I came into the Greenlee School’s [Jump-Start Internship & Networking Fair](/) last Tuesday with the plan of only talking to three companies: the Des Moines Social Club, Hawthorne Direct and Weber Shandwick. Luckily I was forced to be more open-minded when I actually arrived at the fair.
I talked to the Des Moines Social Club first, and the meeting went really well since the recruiters remembered me from the fall. I already have an interview set up with them next week for a summer internship!
Next, I went to see Hawthorne Direct. It started out a little awkward because I didn’t follow the planned elevator speech in my head. However, I regained composure, pulled out my backup plan and told them about my math/engineering background. They seemed to be impressed with that kind of diversity and I’ve got my fingers crossed that I will hear back from them.
Weber Shandwick was one of the busiest tables at the internship fair. To me, the Weber Shandwick internship is the Holy Grail of all internships and career paths. Since their table was busy, I walked a lot of laps around the room to kill some time.
I eventually realized how silly I must have looked to all of the other companies, so I decided to wing it and talk to Grey Dog Media. Since I hadn’t planned to talk to this company, I went in with an open mind,and I’m so happy I did.
The man I talked to, Andrew Ventling, made the unknown painless. He answered every question I had, and asked me more than just the basic, “What’s your major, what are you involved in, etc.,” questions too. We talked about the company’s summer internships, and I ended up applying just by giving him my resume.
I stopped by Renewal Energy Group’s (REG) table as well because my editor from the Iowa State Daily was recruiting. She told me about the corporate affairs internship and how the company has a fun atmosphere even though they are a biodiesel company.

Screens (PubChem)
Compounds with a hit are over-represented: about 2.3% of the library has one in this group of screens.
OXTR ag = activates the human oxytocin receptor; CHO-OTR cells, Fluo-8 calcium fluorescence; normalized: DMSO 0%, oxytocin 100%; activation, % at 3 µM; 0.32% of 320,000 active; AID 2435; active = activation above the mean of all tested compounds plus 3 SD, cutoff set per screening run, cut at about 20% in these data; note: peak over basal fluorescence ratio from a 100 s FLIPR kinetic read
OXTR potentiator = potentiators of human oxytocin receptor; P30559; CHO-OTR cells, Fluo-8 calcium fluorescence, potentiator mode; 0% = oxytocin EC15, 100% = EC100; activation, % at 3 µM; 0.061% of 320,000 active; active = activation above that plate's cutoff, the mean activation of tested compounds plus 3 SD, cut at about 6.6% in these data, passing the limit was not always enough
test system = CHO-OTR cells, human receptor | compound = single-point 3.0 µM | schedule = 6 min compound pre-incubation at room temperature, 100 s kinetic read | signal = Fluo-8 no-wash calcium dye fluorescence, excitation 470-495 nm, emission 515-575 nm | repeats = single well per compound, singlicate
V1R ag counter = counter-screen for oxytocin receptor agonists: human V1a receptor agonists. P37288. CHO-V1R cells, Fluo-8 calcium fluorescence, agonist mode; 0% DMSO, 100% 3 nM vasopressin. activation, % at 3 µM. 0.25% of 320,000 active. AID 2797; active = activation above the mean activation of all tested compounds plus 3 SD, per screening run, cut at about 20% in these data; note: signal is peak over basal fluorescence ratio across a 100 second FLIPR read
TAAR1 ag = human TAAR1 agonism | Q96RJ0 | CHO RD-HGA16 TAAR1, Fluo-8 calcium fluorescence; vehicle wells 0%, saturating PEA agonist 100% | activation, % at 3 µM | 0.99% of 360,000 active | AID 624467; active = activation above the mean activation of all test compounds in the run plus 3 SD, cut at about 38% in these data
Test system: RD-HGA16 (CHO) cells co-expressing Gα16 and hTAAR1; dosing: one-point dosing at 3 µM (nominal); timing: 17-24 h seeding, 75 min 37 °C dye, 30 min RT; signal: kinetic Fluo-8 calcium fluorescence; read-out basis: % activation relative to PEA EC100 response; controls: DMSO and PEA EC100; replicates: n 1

After I talked to some companies with an open mind, I only had one resume left. I used it for Weber Shandwick, once I made it back around to their booth.
Since I had talked to them in the fall, my plan was to approach their sable and say, “Hi, do you remember me? I’m Emma.” Guess what, it worked! I said my line and they replied, “Emma! The math girl, of course!”
Since I said what I had planned, the entire conversation was very comfortable and fun. I was able to talk about a food media site I founded at Iowa State, and they were impressed. They asked if I applied for the Weber Shandwick internship, and they were relieved when I said yes. We chatted, laughed and parted ways after a firm handshake.
I am so glad that I had a plan and didn’t flounder in front of them, but I am also happy that I became open-minded and saw more options. I think those are two very important lessons, and a balance of those two qualities is ideal at an internship or career fair.
Being open-minded is how you find out what you are or are not interested in. If you don’t look around, you’ll never know what could have been in your career path.
It can’t be intriguing for employers to hear a mundane script from hundreds of students who want the same internship. But it is even less impressive to sound unintelligent; the conversation needs to be genuine and professional.
In return you will be memorable.